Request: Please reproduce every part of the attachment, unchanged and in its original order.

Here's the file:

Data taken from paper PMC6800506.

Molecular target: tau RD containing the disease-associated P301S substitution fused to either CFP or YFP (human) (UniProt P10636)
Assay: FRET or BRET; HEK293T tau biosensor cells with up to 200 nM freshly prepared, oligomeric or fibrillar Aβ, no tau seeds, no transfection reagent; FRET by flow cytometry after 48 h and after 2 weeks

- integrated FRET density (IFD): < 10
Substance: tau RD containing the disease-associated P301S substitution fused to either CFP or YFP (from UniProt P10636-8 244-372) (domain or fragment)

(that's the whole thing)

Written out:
Data taken from paper PMC6800506.

Molecular target: tau RD containing the disease-associated P301S substitution fused to either CFP or YFP (human) (UniProt P10636)
Assay: FRET or BRET; HEK293T tau biosensor cells with up to 200 nM freshly prepared, oligomeric or fibrillar Aβ, no tau seeds, no transfection reagent; FRET by flow cytometry after 48 h and after 2 weeks

- integrated FRET density (IFD): < 10
Substance: tau RD containing the disease-associated P301S substitution fused to either CFP or YFP (from UniProt P10636-8 244-372) (domain or fragment)